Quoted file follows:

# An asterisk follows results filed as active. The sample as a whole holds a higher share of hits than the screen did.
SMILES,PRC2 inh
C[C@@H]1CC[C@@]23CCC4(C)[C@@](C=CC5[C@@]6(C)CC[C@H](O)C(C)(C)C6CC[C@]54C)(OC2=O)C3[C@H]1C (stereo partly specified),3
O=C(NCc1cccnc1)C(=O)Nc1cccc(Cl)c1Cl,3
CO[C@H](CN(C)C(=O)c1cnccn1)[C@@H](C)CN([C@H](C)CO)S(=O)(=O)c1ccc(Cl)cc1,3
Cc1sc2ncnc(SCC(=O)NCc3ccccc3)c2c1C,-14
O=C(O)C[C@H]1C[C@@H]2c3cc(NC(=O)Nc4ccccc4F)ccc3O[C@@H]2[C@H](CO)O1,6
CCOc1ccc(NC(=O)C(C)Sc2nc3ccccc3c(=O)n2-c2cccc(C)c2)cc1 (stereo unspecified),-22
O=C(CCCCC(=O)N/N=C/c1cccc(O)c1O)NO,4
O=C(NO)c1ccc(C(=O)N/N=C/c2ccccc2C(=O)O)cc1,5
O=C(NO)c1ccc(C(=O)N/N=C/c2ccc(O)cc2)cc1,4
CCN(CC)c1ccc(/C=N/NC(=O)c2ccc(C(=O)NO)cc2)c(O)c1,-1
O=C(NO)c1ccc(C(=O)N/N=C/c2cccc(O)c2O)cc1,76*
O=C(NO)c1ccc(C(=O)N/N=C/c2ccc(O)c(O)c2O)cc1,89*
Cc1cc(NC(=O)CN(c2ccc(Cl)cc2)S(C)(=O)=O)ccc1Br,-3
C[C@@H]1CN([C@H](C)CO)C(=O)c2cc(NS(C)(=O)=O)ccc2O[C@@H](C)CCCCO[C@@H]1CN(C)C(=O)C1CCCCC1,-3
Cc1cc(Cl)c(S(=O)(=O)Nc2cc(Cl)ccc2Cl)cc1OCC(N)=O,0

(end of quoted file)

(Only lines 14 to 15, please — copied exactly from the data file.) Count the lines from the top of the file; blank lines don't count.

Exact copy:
O=C(NO)c1ccc(C(=O)N/N=C/c2ccc(O)c(O)c2O)cc1,89*
Cc1cc(NC(=O)CN(c2ccc(Cl)cc2)S(C)(=O)=O)ccc1Br,-3